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The use of biometric technologies for weapon system security Mark Edwards Extremities Performance Research Group Department of Design & Technology Loughborough University. Introduction. Increasing weapons power and portability Unauthorised usage ideally avoided

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The use of biometric technologies for weapon system securityMark EdwardsExtremities Performance Research GroupDepartment of Design & TechnologyLoughborough University


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Introduction

  • Increasing weapons power and portability

  • Unauthorised usage ideally avoided

  • Fingerprinting technology provides a method for making systems secure


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Fingerprinting - Advantages

  • Compact

  • Quick

  • Simple operation

  • Uses already proven technology

  • Not without problems!

Hitachi Digital Fingerprint sensor

Kinetic Sciences Inc Vancouver


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Fingerprinting - Problems

  • A process of comparison of ridges

  • Ridge pattern duplication

  • Severed limbs

  • Techniques exist to prevent this

    • e.g. temperature, conductivity

    • All can be bypassed

www.dansdata.com


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Finger Anatomy

  • Various bio-materials present

  • Differing mechanical properties

  • Gives the fingertip non linear viscoelastic properties

    • Force dependant

    • Rate dependant

    • History dependant


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Fingertip Deformation Modelling

  • Deformation amount controls fingerprint size

  • Fingertip modelled as a homogeneous material

  • Use finger size and force applied to predict fingertip deformation

  • Force can be measured, leaving finger size for differing between individuals


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Body Proportion

  • Been used for centuries by artists

  • Recent surveys have shown strong correlations (Roebuck, 1995)

  • Is fingertip size correlated with other body characteristics?

    • Height

    • Weight

    • Limb lengths


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Aim

Investigating correlations between hand size and whole body characteristics

Format

70 male participants

14 hand measurements

Stature and weight measurement

Anthropometry survey


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Anthropometry Survey

  • Results

    • Pearson correlations produced for all measurement pairings

    • Hand length highly correlated to arm length

    • Arm length highly correlated to height

    • Wrist circumference highly correlated to weight

  • Conclusions

    • Body proportionality does include the hand

    • More detailed measurements of the hand must be performed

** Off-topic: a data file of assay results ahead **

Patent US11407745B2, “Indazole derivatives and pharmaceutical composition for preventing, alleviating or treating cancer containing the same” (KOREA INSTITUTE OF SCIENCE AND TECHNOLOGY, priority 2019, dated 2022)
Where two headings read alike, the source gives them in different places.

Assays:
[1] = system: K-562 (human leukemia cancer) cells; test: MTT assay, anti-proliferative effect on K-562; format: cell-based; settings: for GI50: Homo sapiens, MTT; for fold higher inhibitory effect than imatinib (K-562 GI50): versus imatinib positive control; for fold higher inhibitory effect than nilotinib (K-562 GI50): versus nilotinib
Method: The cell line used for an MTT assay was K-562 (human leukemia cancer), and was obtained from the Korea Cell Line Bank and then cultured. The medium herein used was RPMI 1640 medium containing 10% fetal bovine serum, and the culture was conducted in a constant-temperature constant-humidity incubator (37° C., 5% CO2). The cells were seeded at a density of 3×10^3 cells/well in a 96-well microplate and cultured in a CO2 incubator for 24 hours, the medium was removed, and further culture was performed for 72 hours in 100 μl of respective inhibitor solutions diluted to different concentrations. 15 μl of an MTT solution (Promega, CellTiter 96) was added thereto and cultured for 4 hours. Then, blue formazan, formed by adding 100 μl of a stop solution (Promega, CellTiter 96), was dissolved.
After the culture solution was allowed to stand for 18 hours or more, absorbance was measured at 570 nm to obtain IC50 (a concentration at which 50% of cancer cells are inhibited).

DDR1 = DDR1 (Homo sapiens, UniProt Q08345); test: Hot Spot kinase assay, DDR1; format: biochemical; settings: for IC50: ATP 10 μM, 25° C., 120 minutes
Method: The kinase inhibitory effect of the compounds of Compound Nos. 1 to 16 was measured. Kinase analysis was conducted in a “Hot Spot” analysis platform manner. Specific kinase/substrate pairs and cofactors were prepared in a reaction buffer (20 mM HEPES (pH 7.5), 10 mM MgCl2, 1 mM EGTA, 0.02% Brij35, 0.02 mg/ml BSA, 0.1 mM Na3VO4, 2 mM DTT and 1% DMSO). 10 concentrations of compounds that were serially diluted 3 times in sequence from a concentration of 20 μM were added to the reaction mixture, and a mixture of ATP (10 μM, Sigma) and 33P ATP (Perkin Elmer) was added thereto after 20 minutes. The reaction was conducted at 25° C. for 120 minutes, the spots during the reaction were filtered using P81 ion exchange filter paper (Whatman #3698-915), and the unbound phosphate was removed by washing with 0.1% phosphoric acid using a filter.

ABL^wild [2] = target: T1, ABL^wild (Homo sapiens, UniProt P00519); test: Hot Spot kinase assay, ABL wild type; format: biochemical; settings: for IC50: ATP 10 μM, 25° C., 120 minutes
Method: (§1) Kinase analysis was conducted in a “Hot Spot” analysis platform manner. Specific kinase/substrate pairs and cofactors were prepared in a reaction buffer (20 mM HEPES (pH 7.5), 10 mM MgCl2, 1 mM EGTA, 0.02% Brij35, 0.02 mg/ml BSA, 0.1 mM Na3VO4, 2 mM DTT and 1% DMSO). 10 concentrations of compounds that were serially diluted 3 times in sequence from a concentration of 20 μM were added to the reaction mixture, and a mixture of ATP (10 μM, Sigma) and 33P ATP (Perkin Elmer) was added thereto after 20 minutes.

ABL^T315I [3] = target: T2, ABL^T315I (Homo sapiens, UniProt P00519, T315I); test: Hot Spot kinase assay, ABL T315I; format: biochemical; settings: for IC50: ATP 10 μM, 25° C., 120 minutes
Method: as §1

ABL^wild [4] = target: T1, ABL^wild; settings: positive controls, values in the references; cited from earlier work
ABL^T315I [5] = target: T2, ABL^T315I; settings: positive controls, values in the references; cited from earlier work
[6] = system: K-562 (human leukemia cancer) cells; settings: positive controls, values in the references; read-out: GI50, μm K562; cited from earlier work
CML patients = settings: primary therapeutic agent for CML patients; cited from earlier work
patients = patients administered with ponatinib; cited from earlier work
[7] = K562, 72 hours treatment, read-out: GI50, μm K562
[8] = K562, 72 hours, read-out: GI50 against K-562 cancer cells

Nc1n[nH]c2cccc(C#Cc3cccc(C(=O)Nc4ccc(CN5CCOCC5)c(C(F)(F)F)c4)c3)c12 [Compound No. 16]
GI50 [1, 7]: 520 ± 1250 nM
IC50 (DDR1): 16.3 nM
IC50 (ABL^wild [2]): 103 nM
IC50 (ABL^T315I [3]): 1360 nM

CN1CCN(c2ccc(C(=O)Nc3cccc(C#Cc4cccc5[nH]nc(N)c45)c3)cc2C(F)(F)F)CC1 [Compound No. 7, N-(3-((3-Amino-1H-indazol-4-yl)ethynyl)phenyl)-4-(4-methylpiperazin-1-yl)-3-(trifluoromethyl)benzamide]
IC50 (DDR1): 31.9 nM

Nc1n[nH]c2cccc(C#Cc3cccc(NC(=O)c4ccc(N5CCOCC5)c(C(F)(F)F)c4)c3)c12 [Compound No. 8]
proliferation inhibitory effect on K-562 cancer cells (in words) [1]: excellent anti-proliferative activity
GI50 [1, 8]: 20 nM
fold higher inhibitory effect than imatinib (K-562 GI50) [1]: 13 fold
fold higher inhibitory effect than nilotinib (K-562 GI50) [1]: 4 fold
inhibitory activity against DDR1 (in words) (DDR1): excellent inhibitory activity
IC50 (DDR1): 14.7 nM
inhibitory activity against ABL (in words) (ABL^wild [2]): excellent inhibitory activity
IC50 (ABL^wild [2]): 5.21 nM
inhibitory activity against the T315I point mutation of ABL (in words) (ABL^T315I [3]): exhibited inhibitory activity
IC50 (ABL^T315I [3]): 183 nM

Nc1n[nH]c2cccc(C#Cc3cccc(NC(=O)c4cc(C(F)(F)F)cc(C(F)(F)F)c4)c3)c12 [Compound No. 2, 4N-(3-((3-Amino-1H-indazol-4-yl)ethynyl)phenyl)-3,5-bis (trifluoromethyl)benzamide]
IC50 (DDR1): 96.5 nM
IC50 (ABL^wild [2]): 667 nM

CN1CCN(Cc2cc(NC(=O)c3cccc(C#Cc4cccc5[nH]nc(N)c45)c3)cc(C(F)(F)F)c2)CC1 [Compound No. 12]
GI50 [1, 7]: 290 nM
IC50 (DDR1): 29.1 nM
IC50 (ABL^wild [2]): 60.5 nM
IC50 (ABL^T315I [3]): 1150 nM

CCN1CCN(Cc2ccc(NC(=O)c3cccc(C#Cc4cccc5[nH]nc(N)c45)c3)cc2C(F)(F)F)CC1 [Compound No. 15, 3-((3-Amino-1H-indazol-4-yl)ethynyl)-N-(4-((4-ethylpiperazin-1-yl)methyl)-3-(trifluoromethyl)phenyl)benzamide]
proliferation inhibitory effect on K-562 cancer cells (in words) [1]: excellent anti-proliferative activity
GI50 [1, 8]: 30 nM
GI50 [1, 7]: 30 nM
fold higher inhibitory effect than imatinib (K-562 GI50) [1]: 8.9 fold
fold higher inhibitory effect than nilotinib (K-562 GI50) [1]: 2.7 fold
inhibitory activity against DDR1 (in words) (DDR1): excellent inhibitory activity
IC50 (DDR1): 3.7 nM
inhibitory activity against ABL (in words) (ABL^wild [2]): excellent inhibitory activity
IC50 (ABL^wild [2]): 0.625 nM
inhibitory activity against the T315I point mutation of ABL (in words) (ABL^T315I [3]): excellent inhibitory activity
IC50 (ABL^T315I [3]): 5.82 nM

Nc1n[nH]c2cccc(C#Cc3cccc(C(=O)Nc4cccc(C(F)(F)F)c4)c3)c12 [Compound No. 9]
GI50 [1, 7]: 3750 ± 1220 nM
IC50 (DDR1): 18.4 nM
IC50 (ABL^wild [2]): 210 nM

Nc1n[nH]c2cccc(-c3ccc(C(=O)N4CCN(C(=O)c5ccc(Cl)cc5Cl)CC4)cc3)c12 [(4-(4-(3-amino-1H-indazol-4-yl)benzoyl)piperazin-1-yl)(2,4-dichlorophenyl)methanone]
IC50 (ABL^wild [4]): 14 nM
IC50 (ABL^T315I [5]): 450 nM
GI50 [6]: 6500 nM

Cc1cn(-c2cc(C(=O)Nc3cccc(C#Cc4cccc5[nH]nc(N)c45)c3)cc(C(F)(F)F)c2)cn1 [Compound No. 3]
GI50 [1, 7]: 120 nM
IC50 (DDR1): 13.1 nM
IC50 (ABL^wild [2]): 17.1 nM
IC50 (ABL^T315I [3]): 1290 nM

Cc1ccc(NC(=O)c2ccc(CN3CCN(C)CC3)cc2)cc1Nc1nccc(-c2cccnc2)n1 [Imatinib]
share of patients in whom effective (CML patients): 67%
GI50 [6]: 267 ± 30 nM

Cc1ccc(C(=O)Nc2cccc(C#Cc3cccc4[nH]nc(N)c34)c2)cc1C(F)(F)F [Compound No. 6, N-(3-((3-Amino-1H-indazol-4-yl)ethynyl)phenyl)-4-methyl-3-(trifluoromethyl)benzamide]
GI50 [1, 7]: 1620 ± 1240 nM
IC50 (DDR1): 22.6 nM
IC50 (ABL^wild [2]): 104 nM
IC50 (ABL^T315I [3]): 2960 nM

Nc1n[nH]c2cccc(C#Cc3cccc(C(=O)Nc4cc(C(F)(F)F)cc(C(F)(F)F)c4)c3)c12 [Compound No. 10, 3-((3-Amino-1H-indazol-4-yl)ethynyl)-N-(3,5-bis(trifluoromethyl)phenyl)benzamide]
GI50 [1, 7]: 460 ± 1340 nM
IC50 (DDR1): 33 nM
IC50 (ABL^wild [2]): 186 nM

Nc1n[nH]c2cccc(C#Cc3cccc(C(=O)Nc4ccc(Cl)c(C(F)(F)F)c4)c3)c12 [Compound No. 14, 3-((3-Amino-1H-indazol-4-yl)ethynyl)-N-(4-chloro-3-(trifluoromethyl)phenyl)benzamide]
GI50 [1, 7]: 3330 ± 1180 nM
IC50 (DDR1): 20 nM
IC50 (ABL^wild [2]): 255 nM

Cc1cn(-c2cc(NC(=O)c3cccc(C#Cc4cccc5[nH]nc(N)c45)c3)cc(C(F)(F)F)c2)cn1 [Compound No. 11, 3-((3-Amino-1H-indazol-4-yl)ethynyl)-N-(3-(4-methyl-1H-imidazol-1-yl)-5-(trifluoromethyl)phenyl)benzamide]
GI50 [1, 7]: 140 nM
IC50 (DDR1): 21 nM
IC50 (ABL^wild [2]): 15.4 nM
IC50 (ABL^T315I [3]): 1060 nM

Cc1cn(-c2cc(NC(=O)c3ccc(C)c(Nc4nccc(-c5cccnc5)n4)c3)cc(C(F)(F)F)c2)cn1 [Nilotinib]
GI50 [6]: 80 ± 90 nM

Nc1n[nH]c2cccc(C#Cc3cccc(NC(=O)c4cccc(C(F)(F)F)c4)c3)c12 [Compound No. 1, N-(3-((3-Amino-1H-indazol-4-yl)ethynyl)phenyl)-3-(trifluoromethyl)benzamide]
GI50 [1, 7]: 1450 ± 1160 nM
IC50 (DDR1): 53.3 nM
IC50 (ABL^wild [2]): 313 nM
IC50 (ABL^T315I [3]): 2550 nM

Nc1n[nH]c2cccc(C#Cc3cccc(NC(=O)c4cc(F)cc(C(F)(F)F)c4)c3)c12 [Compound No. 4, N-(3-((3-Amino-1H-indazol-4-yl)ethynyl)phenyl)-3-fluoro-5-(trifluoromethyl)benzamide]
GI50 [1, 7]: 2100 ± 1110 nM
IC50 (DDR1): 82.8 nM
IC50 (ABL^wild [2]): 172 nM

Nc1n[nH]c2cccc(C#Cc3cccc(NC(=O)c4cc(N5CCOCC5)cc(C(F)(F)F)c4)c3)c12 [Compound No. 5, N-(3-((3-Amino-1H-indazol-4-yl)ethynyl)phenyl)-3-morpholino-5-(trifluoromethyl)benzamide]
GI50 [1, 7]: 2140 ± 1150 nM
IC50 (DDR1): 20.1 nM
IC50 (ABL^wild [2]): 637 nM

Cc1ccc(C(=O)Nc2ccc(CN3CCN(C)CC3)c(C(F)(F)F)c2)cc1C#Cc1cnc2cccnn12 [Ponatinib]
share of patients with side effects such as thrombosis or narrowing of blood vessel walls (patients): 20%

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Practical Application

  • A reliable area measurement technique is needed

  • Tests of laboratory based techniques

    • Problems found due to variations

      in ink deposited

    • Similar problems with oil, dirt,

      moisture etc

    • Physiological variables also require consideration

  • These must be accounted for in

    any practical application of this idea


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Application – Concept 1

  • Fingerprint scanner combined with a force applying platen

  • Advantages

    • Simple design

    • Uses much existing technology

  • Disadvantages

    • Platen will add bulk to the device

    • Possible discomfort due to pressure on fingernail


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Application – Concept 2

  • Fingerprint scanner combined with a force sensor

  • Advantages

    • Compact

    • Operated in the same manner as existing fingerprint sensors

    • Uses much existing technology

  • Disadvantages

    • An accurate model of fingertip deformation required


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Application – Concept 3

  • Concept 2 combined with body size prediction

  • Advantages

    • Most secure

    • Uses much existing technology

  • Disadvantages

    • Most complex

    • Extra sensor required for predicted body dimension

    • Limited applications


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Summary

  • Current fingerprinting security is not infallible

  • Fingertip deformation influences Fingerprint area

  • Fingertip deformation is predicable

  • The human body is proportional in scale

  • No current model predicting fingerprint area


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Future Work

  • A method for augmenting fingerprint recognition

  • Collection of anatomical and physiological data to aid the development of a predictive model of the fingertip

  • Integration of fingertip model into biometric systems


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Contact

Mark Edwards - Researcher

m.b.edwards@lboro.ac.uk

+44 1509 228 302

Mr George E Torrens - Supervisor

g.e.torrens@lboro.ac.uk

+44 1509 222 664

Department of Design & Technology

Loughborough University

Loughborough

Leicestershire LE11 3TU

UK

www.extremities-performance.com


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